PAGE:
On a personal level, despite that obviously I was not a participant at the world championship, and although I can hardly imagine the actual pain and challenges you have to endure in order to reach the finish line, I am glad to have experienced a small glimpse at what the IM Hawaii is all about. I suffered from heat and humidity while running in notorious natural energy lab area (and the sun was not even shining), I participated at the prominent underpants run and we watched the entertaining parade of nations. But the morning swimming session in Kailua-Kona Bay on the official course was definitely what I enjoyed most. The nice underwater views with coral and colorful fish make you almost forget that you are not inside an aquarium but actually training. Occasionally quite a huge amount of dolphin families swam next to us which gave us some great company. They never seemed to be frightened of you, on the contrary we heard them whistling under the surface and watched them doing crazy jumps or spins out of the water. Once we even had an encounter with a reefshark, which apparently was neither dangerous nor interested in us but looked pretty scary though – yet I preferred the dolphins by far.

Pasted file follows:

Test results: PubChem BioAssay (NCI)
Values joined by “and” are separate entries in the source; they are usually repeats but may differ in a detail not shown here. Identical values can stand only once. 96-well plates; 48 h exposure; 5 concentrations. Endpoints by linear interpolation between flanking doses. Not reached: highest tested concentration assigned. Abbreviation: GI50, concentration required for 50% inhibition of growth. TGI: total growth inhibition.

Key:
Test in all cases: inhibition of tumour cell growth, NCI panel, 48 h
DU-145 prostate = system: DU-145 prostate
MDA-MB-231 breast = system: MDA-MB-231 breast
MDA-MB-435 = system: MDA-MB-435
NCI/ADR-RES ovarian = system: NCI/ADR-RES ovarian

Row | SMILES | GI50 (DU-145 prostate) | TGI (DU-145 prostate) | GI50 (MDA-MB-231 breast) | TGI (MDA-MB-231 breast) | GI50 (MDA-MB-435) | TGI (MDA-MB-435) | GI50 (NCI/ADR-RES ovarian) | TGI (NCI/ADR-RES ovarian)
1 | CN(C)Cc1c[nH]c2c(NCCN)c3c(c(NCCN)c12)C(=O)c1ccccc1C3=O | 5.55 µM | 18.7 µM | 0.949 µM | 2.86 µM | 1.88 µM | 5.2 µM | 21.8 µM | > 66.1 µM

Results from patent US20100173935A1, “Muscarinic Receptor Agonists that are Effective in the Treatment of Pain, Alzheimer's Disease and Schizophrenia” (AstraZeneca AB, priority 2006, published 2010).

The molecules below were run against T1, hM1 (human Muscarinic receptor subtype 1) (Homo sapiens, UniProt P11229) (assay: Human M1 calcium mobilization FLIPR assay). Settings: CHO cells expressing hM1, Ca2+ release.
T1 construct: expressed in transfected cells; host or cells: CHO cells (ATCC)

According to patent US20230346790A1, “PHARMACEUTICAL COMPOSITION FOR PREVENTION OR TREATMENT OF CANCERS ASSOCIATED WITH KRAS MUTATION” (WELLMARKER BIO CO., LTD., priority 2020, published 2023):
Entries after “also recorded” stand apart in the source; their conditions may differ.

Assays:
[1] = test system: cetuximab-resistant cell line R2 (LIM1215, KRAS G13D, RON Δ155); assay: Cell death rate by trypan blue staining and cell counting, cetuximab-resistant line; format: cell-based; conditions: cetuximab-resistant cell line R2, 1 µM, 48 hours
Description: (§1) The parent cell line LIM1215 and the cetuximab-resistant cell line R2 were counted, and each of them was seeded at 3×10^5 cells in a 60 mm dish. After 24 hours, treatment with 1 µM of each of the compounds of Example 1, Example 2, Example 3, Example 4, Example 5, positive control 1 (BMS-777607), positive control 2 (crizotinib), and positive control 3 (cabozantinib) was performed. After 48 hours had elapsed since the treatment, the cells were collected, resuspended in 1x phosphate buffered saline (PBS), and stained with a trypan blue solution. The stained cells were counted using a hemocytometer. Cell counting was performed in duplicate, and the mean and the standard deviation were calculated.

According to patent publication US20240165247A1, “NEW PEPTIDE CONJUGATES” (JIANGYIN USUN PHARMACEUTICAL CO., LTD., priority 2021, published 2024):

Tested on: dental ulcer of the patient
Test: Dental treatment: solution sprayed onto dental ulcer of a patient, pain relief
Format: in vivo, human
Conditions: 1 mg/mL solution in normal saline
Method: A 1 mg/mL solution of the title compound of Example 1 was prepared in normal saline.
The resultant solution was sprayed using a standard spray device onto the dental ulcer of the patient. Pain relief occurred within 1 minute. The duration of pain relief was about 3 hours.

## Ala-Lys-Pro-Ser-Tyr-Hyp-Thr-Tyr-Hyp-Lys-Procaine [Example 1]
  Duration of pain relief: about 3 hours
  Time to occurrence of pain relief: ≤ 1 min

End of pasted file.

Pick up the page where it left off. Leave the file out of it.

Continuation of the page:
To conclude with the sporty side of this report, Felix eventually achieved an unbelievable performance: he became third in his age-group (48th overall) and his finish time was 9:12:48 hours
Luckily for us supporters, apart from October’s annual competition Big Island has way more to offer. Sure, given that indeed we stayed on a “big island”, it isn’t such a big surprise that most of our activities had to do with and happened in or around the ocean. I guess that every possible tastes and interests can be satisfied there: we went to several white and black sands beaches, we could snorkel with sea turtles and eels at Kahaluu Beach, we did SUP (stand-up-paddling), we listened to the relaxing sound of knocking stones moved by waves at Pebble Beach, we walked over lava rocks next to the waves towards Arch City at Honaunau Bay, and last but not least we got our adrenaline-kick by jumping from over 12 meters into the ocean at the cliff diving spot “the end of the world” (nomen est omen?).